It is a mystery that has baffled Bristol. How did the 73-year-old local legend known as DJ Derek suddenly vanish, seemingly without trace, on his way home from the pub?
Derek Serpell-Morris, one of Britain’s oldest DJs, was last seen in the Commercial Rooms on Corn Street in the city centre on Friday 10 July. He had been drinking in the JD Wetherspoons pub with his friend Steve Noble, but left at about 11pm after complaining of headaches.
“Derek said he had a terrible pain down the side of his face,” said Mr Noble, 60. “He looked OK, but he obviously didn’t feel great so said he was going to get the bus home. I said ‘OK, I’ll see you tomorrow’, as we were due to meet, but he never turned up. It’s like he has disappeared of the face of the earth. No one can understand it.”
Mr Serpell-Morris was last seen on CCTV at 11.14pm crossing the road to get the No 5 bus towards his home a mile and a half north of the city centre. Police believe he got on at about 11.20pm and got off the bus at the junction of Brook Road and Sussex Place, heading towards City Road. Instead of turning right on to Albert Park, where he lived, he may have decided to head towards the Bristol Royal Infirmary (BRI). What is known for sure is that he vanished.
After failing to hear from his friend the next day, Mr Noble asked Pranjal Chakraborty, who runs Pranj’s Bar where Mr Serpell-Morris performed his last Bristol gig, if he had seen the DJ. But he hadn’t. Concern quickly grew and Mr Chakraborty alerted the DJ’s great-niece, Jennifer Griffiths. “I hadn’t heard from him for a couple of weeks either,” said Mrs Griffiths, 29, speaking during a search by more than 50 family and friends on 30 July, tracing the route the DJ is thought to have taken after leaving the pub.
“I left lots of voice messages on his landline and he would always get back to me, so it was strange. He doesn’t have a mobile – we tried to get him to have one but he refused. The route he took that night wouldn’t have been unusual if he was heading to hospital because of his head pain, but then if he was seen by the BRI they would have a record.”
Avon and Somerset Police confirmed Mr Serpell-Morris’s bank account has not been used since early July. He does not have a current passport.
Detective inspector Mark Langdon said he was “increasingly concerned” for the DJ’s well-being. “Derek has a hobby of visiting each new Wetherspoons pub which opens in the region and further afield,” he said. “So we have liaised with Wetherspoon and they have circulated our appeal.”
Dizzee Rascal is one of several musicians and other celebrities who have added their support in the search, having worked with him on the video for “Dirtee Disco” in 2010.
Radio 1 DJ Rob da Bank described Mr Serpell-Morris as “one of my favourite DJs ever”, and Bristol musicians Roni Size and Massive Attack also urged people to join the hunt.
Mrs Griffiths said her great-uncle loved to plan trips away. “Derek can’t drive so always took the bus around the country whenever he was booked to play Wetherspoons pubs, heading off for around four or five days a time. He’ll sit in the pub with his friends and get a map out and looks up where all the new Wetherspoons that are opening are.”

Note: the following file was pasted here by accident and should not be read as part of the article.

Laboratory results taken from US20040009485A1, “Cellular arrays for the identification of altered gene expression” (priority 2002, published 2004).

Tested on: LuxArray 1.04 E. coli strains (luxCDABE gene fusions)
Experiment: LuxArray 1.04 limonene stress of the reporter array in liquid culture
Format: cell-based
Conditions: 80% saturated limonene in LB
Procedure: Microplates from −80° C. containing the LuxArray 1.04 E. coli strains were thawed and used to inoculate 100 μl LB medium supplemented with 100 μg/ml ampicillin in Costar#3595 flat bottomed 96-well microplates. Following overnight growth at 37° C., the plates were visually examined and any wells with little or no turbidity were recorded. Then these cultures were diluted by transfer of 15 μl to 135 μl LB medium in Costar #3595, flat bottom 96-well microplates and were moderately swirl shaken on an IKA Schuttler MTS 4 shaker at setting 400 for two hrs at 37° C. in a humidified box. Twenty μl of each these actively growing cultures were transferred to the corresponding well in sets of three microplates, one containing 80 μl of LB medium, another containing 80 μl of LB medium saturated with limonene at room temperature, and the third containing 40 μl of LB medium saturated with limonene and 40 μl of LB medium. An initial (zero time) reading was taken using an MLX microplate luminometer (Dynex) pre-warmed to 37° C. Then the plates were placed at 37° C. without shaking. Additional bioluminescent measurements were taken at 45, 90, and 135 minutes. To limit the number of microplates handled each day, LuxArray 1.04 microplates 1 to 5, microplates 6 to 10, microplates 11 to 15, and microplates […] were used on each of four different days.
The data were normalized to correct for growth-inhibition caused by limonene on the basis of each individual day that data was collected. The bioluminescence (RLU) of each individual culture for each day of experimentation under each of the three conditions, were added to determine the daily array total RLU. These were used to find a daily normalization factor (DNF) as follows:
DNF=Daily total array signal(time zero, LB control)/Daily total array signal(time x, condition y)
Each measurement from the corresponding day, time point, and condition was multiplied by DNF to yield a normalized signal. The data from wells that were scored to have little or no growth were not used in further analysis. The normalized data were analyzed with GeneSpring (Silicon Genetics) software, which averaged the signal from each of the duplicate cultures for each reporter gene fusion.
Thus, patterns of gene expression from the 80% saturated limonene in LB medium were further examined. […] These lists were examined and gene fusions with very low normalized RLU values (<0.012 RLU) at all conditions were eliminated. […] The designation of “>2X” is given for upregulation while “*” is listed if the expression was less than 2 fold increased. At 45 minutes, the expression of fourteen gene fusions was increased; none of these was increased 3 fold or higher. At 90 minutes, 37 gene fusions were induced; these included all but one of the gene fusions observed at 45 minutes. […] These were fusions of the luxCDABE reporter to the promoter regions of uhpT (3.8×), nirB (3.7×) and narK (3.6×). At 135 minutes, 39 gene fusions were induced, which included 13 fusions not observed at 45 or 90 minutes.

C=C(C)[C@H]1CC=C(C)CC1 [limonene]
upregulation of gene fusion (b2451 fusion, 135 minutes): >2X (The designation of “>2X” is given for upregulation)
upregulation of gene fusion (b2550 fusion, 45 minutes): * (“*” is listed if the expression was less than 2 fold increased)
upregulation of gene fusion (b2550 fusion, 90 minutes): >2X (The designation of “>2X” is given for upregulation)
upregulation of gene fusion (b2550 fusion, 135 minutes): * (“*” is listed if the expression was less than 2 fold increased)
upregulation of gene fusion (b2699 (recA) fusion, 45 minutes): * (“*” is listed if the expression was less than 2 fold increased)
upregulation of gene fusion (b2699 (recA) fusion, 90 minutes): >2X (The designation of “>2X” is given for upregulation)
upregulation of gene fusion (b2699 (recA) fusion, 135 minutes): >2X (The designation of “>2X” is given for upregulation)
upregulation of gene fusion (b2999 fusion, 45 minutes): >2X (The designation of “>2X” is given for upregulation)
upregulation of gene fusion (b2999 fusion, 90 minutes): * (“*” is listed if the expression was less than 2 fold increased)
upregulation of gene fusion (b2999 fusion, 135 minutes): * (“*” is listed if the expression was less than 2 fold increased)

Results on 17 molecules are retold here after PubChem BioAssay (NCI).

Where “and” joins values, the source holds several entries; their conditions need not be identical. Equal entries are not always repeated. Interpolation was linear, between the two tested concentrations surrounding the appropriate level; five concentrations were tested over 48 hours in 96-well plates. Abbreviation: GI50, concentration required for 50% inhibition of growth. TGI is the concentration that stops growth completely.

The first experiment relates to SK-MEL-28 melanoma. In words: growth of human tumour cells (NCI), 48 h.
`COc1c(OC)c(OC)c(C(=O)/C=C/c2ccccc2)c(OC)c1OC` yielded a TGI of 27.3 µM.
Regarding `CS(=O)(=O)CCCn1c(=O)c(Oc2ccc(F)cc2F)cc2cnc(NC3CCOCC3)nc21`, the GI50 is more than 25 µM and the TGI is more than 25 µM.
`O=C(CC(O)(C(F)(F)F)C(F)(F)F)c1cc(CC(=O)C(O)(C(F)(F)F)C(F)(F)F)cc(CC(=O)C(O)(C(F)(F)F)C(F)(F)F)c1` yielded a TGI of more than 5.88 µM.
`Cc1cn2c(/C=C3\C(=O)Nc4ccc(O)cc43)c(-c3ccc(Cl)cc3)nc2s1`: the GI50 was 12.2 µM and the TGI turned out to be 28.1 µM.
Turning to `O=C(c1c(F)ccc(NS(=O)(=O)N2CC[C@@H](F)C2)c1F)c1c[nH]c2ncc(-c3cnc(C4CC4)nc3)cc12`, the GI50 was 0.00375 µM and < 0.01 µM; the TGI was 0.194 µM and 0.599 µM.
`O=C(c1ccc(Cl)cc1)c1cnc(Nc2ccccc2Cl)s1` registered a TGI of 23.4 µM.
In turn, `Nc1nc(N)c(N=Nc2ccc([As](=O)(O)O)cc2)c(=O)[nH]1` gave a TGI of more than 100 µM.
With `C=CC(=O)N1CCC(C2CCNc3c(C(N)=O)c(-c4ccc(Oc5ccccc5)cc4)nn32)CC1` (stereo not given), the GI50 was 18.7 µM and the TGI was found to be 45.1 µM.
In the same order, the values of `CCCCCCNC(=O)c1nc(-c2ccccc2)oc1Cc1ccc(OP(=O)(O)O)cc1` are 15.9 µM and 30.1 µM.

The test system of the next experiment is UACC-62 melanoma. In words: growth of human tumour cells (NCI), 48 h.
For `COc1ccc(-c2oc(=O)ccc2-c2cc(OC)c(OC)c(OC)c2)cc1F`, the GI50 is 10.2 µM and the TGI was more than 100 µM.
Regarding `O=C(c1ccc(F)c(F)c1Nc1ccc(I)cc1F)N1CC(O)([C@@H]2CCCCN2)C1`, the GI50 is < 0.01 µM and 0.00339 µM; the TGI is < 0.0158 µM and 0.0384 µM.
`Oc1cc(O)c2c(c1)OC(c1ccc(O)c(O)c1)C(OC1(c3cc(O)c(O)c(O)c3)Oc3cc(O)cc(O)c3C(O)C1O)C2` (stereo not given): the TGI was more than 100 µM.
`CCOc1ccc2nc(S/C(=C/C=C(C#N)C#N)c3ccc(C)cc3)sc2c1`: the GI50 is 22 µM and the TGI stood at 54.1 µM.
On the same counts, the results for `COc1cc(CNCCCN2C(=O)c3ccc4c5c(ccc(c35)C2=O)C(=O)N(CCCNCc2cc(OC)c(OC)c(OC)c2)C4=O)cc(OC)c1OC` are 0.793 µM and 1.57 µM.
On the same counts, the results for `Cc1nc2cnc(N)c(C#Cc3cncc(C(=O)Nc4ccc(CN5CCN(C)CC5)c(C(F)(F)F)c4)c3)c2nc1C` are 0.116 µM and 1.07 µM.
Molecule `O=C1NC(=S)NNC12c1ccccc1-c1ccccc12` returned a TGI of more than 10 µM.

But she added: “Nothing’s been booked recently.”
Mr Serpell-Morris launched his DJ career in his mid-thirties after working in the accounts department of Cadbury. He first got behind the decks at the Star and Garter pub, a Bristol music venue, standing out among its overwhelmingly African Caribbean clientele.
Mrs Griffiths said: “I think he took everyone by surprise when he first started. ‘What’s a white guy doing playing all this black music?’ I think they were a bit amazed at the music he played though and fell in love with him.”
Star and Garter regular Dylan Gabriel has known Mr Serpell-Morris for about 20 years and said his character won him great friends.
“He’s quite a shy guy, not the most chatty man but he played amazing music, a lot of ska and old school reggae, but modern stuff too – he wasn’t trapped in the past,” he said. “Derek’s a real character. He’s much loved and a part of the community so all our thoughts are with his family right now.”
Having established himself as a fixture on Bristol’s clubbing scene, Mr Serpell-Morris was awarded an OBE and in 2012 won the Lord Mayor’s medal for his “outstanding” contribution to the city’s music scene. He has also played sets at Glastonbury and the Big Chill festival.
The public support for the search has been overwhelming. However, the family has been critical of the police’s handling of the search, claiming that detectives became involved only once family members started giving media interviews. They were also told that officers would be joining them on the search on 30 July but no one appeared.
Police searched Mr Serpell-Morris’s basement flat for a third time late on 30 July, taking away some items, but are not giving the family further details. “I don’t know if we’ll get good news now,” Mrs Griffiths said. “They searched his flat before but this sounded like a more intense search. I don’t know why. We just want some answers about what’s happened to Derek.”